On the occasion of World Arthritis Day, Fortis Healthcare has issued guidelines to keep the bones healthy.
Rheumatic or musculoskeletal conditions comprise over 150 diseases and syndromes, which are usually progressive and associated with pain. They can broadly be categorised as joint diseases, physical disability, spinal disorders, and conditions resulting from trauma.
Musculoskeletal conditions are leading causes of morbidity and disability, giving rise to enormous healthcare expenditures and loss of work.
Arthritis is a disease related to joints and the cartilage where the cartilage gets thinner and thinner. The various types of arthritis include rheumatoid arthritis, osteoporosis, osteoarthritis, spinal disorders.
Common dietary mistakes that have a harmful effect on our bones, said Balvinder Rana, MS Orthopaedics at Fortis Escorts Research Institute.
Too much salt
Too much salt in food causes us to lose calcium through urine to release extra salt. Some of this calcium comes from the bones which can lead to weak bones or Osteoporosis in the long run.
Some studies show that a reduction in salt intake from 10 to 5 gm/day would have the same effect on bone strength as an increase in calcium intake of 1000 mg/day.
Sodas and fizzy drinks
Sodas and fizzy drinks are also linked to weak bones for several reasons: In the 1950s, children drank 3 cups of milk for every 1 cup of sugary drinks.
Today that ratio is reversed: 3 cups of sugary drinks for every cup of milk. Sodas have thus replaced healthy drinks such as milk and fruit juices.
There’s growing concern that soda can be more damaging when consumed during the peak bone-building years of childhood and adolescence.
Also, the phosphorous in soda may limit our ability to use the calcium we consume. Excessive soda consumption also lowers magnesium levels that are needed for bone health.
Excessive coffee consumption
Excessive coffee consumption is bad for bones. If you’re drinking more than three or four cups of coffee a day, then add some extra calcium because coffee decreases calcium absorption and increases calcium loss.
Try substituting coffee with tea — as per a meta-analysis published in 2014 in the reputed journal Osteoporosis International, there is some evidence that tea drinkers have a lower risk of hip fracture.
Too much alcohol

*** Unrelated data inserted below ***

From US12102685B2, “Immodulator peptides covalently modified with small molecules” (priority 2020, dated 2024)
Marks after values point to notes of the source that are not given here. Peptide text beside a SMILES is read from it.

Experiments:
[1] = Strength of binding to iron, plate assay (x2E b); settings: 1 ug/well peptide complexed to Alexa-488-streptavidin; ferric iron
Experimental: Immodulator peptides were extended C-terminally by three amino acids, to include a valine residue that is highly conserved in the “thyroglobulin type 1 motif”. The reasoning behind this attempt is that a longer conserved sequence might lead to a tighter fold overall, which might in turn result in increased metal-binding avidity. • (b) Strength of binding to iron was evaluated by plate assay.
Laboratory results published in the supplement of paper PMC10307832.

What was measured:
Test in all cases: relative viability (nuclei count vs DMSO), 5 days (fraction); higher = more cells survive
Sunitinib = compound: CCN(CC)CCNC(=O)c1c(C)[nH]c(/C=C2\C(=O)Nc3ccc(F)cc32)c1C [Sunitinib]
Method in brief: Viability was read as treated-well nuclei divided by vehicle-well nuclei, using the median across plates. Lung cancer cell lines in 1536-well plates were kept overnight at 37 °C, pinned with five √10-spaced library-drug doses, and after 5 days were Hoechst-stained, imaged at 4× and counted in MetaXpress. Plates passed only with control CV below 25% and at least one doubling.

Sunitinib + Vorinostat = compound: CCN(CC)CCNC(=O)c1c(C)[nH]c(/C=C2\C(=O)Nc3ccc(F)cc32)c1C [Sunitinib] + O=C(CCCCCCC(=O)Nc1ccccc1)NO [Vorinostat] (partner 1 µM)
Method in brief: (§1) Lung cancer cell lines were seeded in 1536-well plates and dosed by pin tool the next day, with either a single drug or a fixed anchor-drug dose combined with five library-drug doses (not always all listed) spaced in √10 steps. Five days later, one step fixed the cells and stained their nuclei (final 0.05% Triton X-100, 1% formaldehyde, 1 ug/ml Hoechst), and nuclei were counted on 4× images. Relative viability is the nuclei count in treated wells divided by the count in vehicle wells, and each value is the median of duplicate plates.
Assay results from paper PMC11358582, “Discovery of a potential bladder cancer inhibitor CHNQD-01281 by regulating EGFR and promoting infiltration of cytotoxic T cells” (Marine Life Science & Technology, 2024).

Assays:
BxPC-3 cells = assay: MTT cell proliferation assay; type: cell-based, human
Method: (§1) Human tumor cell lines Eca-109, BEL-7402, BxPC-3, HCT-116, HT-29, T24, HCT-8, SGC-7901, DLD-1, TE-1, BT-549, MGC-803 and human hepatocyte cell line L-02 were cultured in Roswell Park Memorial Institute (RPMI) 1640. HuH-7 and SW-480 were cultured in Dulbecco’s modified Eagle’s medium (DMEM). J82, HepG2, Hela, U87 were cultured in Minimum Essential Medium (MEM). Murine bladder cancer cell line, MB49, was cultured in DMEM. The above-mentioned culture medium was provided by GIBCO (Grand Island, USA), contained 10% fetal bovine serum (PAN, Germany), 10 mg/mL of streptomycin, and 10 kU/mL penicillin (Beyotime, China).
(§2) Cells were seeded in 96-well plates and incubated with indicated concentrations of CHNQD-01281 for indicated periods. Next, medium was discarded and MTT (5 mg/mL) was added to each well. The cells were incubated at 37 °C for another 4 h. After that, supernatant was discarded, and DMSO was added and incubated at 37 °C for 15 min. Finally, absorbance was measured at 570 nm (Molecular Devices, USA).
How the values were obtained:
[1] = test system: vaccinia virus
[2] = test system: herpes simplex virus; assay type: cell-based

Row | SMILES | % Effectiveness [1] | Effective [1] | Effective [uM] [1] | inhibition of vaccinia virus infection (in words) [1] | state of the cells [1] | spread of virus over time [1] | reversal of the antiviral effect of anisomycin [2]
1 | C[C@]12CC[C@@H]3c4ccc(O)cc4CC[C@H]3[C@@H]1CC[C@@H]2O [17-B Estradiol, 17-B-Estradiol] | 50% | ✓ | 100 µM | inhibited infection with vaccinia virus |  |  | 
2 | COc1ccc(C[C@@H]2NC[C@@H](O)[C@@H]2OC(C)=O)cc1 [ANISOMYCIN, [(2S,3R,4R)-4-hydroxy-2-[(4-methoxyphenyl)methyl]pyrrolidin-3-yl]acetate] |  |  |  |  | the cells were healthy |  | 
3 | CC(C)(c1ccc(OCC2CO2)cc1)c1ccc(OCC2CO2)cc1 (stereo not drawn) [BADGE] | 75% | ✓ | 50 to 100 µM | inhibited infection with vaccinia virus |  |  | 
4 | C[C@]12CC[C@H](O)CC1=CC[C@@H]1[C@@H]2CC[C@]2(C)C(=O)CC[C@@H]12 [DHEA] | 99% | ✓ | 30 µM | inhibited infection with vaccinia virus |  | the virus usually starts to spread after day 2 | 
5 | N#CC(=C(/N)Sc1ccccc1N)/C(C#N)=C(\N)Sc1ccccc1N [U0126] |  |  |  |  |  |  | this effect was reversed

Heavy drinkers have weak bones, frequent falls, and more broken bones than non-drinkers. When you imbibe 2 to 3 ounces of alcohol every day, calcium is not absorbed from the intestines.
Alcohol also affects the liver thereby affecting the function of vitamin D — the bone vitamin, thus causing weak bones.
Too much chocolate
A study of women who consumed more than one daily serving of chocolate showed a higher risk of weak bones than women who consumed chocolate less than once a week.
Even though chocolate contains flavonols and calcium, both of which are linked to a positive effect on bone density, it also contains oxalate, an inhibitor of calcium absorption, and sugar, which is linked to calcium excretion. So have Chocolate in moderation.
The Western diet
This is also called the “meat-sweet” diet and includes excessive amounts of fats, sugar, red meats, and refined grains such as white flour that’s used for white pasta and white breads. It’s better to eat fish, whole grains, vegetables, and fruits.
Arthritis acquired due to immune deficiency can be prevented, said expert Raman Kant Aggarwal.
With early detection and adequate treatment, arthritis acquired due to immunity deficiency can be prevented.
Degenerative arthritis happens because of mechanical wear and tear. One should avoid becoming overweight especially around hips, ankles and knees. The joints will not be able to tolerate the excess weight.
Very few people know that the body weight becomes three times the normal weight on the knees during activities such as climbing stairs.
A proper diet is a must to keep weight in check, with adequate amounts of Vitamin D and calcium. Consistent exercises via a regular routine are necessary, especially walking.
Elasticity and flexibility in the joints can be maintained through adequate nutrition which helps the bones to remain lubricated and in good function.